Don’t let process be the enemy of progress

I was checking my calendar only to realise we had 4 different group calendars had to invite. To book my annual leave, I had to coordinate between 3 different individuals. And trying to confirm something for an invoice took almost a month. 

And now, I was in a meeting, to debate how many meetings we were having and how to put in place processes to control processes. 

I’m an Ops guy, its in my nature to think about things in sequential cause-effect kind of way, and I get stressed and frustrated by unpredictability, variables out of my control and inconsistency. So its reflexive for me to look at a problem and sequence out the steps in a flow to solving the problem.

When I was younger and a lot less experienced at driving policy and process for organisations, I’d come of with these fantastical processes that were deep and complex, but that actually turned out to be a problem. 

Processes are only as good as the adherence to the process, meaning that you could have the most extensive and thorough process that accounts for a multitude of eventualities, but if no one follows it, all that effort is wasted.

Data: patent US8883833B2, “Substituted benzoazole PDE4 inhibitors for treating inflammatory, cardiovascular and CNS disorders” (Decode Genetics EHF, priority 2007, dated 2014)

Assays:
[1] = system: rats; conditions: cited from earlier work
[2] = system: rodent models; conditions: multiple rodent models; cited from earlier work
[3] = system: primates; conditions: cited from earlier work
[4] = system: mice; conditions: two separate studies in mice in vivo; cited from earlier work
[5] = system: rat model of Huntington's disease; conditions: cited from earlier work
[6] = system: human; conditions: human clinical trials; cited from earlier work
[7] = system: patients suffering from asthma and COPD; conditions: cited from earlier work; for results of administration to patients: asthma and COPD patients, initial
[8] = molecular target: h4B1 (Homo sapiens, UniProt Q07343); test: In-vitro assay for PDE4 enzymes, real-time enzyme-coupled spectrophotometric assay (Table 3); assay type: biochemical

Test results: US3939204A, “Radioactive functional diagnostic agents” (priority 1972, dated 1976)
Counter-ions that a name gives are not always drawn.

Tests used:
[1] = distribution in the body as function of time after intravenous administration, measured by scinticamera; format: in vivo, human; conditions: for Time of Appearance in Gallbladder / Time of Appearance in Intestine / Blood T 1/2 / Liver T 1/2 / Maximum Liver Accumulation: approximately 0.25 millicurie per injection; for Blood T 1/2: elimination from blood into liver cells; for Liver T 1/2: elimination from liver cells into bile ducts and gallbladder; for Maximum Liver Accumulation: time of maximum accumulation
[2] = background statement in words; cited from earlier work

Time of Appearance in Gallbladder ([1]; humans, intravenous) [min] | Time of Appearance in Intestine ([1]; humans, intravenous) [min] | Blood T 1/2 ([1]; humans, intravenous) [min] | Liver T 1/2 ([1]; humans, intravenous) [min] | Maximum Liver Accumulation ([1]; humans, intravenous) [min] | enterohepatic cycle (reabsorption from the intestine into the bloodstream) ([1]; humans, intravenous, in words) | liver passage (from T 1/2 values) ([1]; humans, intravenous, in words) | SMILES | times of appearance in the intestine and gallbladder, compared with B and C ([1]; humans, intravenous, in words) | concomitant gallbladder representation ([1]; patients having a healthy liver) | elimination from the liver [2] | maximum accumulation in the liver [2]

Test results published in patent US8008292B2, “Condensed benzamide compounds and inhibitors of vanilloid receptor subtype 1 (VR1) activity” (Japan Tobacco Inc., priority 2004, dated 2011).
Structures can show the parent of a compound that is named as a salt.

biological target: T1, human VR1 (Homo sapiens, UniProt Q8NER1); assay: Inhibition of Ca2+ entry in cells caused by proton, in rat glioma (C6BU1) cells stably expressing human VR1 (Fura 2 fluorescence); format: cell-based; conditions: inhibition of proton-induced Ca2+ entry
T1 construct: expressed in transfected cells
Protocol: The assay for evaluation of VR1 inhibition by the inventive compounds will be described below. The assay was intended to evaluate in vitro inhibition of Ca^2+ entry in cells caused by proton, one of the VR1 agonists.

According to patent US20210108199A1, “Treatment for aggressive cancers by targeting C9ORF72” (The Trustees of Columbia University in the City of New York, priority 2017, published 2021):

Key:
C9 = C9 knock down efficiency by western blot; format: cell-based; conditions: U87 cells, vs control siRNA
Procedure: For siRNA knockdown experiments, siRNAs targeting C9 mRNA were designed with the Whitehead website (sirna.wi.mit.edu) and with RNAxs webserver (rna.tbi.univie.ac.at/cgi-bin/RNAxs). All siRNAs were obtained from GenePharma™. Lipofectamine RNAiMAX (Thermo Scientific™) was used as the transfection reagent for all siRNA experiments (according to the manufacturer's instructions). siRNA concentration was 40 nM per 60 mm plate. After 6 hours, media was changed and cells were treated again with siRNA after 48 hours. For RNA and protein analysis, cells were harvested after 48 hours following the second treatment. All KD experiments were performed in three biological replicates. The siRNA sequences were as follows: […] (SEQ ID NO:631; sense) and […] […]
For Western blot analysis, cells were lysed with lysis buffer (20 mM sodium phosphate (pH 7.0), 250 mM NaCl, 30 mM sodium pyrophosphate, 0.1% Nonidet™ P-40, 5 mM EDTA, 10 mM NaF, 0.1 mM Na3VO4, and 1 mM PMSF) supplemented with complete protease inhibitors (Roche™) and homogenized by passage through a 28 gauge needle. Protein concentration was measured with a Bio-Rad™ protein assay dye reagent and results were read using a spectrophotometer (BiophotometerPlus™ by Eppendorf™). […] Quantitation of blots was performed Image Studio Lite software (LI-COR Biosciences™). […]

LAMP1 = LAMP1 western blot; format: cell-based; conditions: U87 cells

It makes sense that we should strive to make processes that are as simple as possible, the goal isn’t to make everyone happy, the goal is efficiency and delivery on an objective, and ultimately we’re striving to ensure people follow what we deploy and don’t resist any new processes. 

If our processes are too complex, people will simply ignore it. Or, if you force them under duress, they’ll start to cut corners or other work will suffer. The worst case is a process that’s should clunky that you need a process and people to manage the process… defeating the purpose of a process in the first place.

I like tools like PAS, or get/want/can, or RACI – and most is to do with how simple and easy to apply these tools are, minimum effort and the results are generally consistent, they aren’t perfect, but they are easy to learn, teach and implement. 

So as you develop your own processes, bear in mind that the process needs to be simple enough that people will actually be wiling to use it, and that it doesn’t get in the way of the organisation making meaningful progress.

Leave a Reply

Your email address will not be published. Required fields are marked *